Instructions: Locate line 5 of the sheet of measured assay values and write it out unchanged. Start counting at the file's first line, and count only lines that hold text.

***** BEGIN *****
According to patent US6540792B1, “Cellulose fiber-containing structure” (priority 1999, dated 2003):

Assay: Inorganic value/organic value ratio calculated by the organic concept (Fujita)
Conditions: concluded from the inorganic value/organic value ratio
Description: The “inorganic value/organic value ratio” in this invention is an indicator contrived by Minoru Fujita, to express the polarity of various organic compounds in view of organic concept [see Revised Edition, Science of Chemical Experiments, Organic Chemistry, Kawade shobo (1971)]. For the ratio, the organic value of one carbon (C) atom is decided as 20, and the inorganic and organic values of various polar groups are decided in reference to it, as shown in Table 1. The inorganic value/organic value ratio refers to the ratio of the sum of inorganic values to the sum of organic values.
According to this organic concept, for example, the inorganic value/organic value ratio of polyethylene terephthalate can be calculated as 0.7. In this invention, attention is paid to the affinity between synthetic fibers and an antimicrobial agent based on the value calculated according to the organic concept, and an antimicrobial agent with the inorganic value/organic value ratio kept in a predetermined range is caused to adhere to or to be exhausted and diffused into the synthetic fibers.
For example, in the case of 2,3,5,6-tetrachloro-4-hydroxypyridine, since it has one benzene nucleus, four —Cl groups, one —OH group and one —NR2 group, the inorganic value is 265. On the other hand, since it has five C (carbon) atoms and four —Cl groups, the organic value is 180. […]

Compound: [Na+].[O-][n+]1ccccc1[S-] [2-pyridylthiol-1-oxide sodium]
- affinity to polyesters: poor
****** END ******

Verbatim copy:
According to this organic concept, for example, the inorganic value/organic value ratio of polyethylene terephthalate can be calculated as 0.7. In this invention, attention is paid to the affinity between synthetic fibers and an antimicrobial agent based on the value calculated according to the organic concept, and an antimicrobial agent with the inorganic value/organic value ratio kept in a predetermined range is caused to adhere to or to be exhausted and diffused into the synthetic fibers.